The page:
The unadjusted summary odds ratio for GSTP1 Ile/Val and Val/Val compared with GSTP1 Ile/Ile was 1.44 (95 percent CI: 1.17, 1.77; p < 0.001). Heterogeneity was statistically significant between these studies (Q = 46.21; p < 0.001). Meta-regression analyses examined the influences of five covariates: publication year (p = 0.58), ethnicity (p = 0.11), region (p = 0.15), study design (p = 0.54), and method of selecting controls (p = 0.46). Heterogeneity was no longer significant after summary unadjusted odds ratios were calculated for the three different regions (Europe, United States, and Asia). Egger's unweighted regression test suggested publication bias (p = 0.003).

Restriction to studies with at least 100 cases and 100 controls (11 studies) conferred a summary odds ratio of 1.42 (95 percent CI: 1.11, 1.82; p = 0.006) (Q = 39.30; p < 0.001). Restriction to studies that used population controls (seven studies) did not alter the summary odds ratio substantially (OR = 1.46, 95 percent CI: 1.02, 2.08; p = 0.04) (Q = 26.09; p < 0.001). By limiting the analysis to European descendents (nine studies), the summary odds ratio decreased (OR = 1.24, 95 percent CI: 1.00, 1.52; p = 0.04) (Q = 17.50; p = 0.02) (data not shown).

We performed an influence analysis, in which the meta-analysis estimates are computed by omitting one study in each turn, to investigate the influence of a single study on the overall estimate. Two potentially outlying studies were identified (34, 43). After these studies were excluded, the unadjusted summary odds ratio for GSTP1 Ile/Val and Val/Val compared with GSTP1 Ile/Ile was 1.25 (95 percent CI: 1.06, 1.48; p = 0.005) (Q = 23.15; p = 0.009).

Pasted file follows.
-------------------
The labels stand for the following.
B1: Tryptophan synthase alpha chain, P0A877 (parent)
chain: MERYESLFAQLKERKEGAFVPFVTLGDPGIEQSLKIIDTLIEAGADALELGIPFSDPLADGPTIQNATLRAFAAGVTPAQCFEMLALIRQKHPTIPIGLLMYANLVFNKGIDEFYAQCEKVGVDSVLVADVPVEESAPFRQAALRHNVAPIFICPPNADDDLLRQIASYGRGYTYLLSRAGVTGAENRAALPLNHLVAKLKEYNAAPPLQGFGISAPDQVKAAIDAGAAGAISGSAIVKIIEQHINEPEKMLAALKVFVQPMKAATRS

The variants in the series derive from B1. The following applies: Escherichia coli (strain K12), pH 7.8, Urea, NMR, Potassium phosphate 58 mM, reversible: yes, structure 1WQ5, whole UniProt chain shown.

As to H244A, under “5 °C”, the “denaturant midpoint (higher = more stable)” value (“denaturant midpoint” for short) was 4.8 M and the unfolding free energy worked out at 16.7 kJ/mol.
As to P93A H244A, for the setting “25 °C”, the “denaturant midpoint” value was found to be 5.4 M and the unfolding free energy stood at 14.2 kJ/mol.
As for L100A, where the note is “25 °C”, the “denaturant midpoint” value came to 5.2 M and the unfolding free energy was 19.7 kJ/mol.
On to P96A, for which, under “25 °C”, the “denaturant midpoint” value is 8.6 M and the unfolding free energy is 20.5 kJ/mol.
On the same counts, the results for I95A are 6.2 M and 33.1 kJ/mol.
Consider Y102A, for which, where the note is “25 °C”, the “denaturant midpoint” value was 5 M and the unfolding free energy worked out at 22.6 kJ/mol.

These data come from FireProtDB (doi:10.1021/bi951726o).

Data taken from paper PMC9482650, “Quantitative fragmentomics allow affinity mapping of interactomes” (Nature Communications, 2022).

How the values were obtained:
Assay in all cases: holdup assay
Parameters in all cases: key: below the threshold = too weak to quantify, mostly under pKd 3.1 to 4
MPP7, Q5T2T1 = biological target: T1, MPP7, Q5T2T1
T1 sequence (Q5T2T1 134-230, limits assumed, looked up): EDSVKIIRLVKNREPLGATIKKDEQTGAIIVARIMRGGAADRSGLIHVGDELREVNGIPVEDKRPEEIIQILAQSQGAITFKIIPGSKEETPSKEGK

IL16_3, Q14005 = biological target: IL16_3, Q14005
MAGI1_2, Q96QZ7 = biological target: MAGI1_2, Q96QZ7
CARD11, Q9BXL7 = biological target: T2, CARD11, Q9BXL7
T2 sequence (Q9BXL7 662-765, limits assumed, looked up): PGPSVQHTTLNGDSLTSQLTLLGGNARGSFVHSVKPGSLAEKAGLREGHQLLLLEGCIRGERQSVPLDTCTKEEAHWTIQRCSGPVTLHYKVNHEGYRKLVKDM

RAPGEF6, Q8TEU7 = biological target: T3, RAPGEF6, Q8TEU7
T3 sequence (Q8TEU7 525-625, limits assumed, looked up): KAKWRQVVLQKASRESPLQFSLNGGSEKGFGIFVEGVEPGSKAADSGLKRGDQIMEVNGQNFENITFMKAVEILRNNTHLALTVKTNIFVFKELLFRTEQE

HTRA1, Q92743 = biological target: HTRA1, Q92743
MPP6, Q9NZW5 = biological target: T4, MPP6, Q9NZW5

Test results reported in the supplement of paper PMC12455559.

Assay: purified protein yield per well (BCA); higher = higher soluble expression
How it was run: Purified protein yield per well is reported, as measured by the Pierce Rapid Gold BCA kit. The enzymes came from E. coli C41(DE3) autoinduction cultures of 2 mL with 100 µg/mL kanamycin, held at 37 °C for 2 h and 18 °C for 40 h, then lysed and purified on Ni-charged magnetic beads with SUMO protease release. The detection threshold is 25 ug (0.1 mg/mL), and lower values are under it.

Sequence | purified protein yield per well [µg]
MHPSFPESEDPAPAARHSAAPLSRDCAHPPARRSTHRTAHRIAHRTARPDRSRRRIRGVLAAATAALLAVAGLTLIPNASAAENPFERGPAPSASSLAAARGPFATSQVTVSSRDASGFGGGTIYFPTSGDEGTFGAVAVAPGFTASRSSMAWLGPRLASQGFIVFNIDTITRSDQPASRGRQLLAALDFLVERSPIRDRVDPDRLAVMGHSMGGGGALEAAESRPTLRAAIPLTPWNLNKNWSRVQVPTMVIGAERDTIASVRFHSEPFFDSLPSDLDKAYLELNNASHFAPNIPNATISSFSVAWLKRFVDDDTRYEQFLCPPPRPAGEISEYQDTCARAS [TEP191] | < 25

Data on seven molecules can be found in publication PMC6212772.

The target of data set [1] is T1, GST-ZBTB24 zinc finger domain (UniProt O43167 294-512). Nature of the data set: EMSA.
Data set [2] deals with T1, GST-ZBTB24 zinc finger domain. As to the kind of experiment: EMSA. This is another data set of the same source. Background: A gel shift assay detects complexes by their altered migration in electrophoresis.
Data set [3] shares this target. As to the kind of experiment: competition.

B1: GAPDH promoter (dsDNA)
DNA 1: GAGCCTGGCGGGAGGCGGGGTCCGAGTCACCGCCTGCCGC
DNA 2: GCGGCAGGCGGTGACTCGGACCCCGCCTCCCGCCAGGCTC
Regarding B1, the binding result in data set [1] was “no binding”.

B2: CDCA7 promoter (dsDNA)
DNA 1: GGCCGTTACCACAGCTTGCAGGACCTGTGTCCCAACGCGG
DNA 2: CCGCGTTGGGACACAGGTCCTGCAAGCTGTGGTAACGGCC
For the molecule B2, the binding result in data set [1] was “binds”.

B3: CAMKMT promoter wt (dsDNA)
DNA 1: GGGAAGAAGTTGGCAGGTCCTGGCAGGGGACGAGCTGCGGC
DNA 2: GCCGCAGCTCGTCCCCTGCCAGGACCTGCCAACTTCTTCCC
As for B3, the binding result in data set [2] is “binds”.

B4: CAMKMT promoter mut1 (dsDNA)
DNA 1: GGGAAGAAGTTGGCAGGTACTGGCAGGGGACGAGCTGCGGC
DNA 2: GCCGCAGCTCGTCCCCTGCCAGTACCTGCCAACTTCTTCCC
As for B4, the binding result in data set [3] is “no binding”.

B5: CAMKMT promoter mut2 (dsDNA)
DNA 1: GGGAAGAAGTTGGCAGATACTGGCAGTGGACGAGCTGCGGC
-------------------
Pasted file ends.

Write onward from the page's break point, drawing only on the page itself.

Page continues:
The unadjusted summary odds ratios for GSTP1 Ile/Val and Val/Val compared with GSTP1 Ile/Ile were 1.54 (95 percent CI: 1.21, 1.99; p < 0.001) for 13 studies and 2.17 (95 percent CI: 1.27, 3.71; p = 0.005) for 12 studies.

The adjusted summary odds ratio for GSTP1 Ile/Val and Val/Val compared with GSTP1 Ile/Ile was 1.67 (95 percent CI: 1.14, 2.44; p = 0.008). Heterogeneity was not statistically significant between these three studies (Q = 0.27; p = 0.87). No outlying studies were identified through an influence analysis. The adjusted summary odds ratio for GSTP1 Ilel/Val compared with GSTP1 Ile/Ile was 1.45 (95 percent CI: 0.92, 2.29; p = 0.11) (Q = 26.95; p < 0.001) for seven studies. Meta-regression analyses examining the influences of four covariates found that ethnicity had a significant influence (publication year: p = 0.81, ethnicity: p < 0.001, region: p = 0.75, and method of selecting controls: p = 0.62). The adjusted summary odds ratio for GSTP1 Val/Val compared with GSTP1 Ile/Ile was 2.95 (95 percent CI: 1.46, 6.18; p = 0.004) (Q = 33.57; p < 0.001) for eight studies. Meta-regression analyses examining the influences of four covariates found that region and method of selecting the controls had a significant influence (publication year: p = 0.72, ethnicity: p = 0.12, region: p = 0.002, and method of selecting controls: p < 0.001).

Pooled analysis

The frequencies of genotypes varied in the controls: GSTP1 Val/Val was found in 8 percent of European descendents, 7 percent of Africans, and 3 percent of Asians. The frequency of GSTP1 Ile/Val was 40 percent in European descendents, 39 percent in Africans, and 30 percent in Asians. The departure from Hardy-Weinberg equilibrium among all the controls combined was tested and was found not to be statistically significant (p = 0.79).